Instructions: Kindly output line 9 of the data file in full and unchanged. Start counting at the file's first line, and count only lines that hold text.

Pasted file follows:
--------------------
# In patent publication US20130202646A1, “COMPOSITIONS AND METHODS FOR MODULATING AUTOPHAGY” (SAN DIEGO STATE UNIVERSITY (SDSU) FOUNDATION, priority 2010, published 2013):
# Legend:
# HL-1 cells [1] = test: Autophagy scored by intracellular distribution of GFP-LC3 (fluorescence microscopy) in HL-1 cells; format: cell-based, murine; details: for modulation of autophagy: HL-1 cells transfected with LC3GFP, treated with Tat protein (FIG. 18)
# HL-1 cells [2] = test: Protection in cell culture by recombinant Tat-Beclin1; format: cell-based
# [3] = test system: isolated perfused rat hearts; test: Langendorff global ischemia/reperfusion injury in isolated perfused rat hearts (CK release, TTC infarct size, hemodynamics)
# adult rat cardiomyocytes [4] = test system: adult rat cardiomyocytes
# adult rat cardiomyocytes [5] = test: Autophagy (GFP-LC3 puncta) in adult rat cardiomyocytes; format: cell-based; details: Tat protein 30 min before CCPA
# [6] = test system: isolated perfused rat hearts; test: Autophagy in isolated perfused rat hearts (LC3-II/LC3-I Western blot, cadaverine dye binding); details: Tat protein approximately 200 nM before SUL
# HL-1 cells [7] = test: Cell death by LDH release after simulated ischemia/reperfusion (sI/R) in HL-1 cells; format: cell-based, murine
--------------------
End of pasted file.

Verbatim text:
# HL-1 cells [7] = test: Cell death by LDH release after simulated ischemia/reperfusion (sI/R) in HL-1 cells; format: cell-based, murine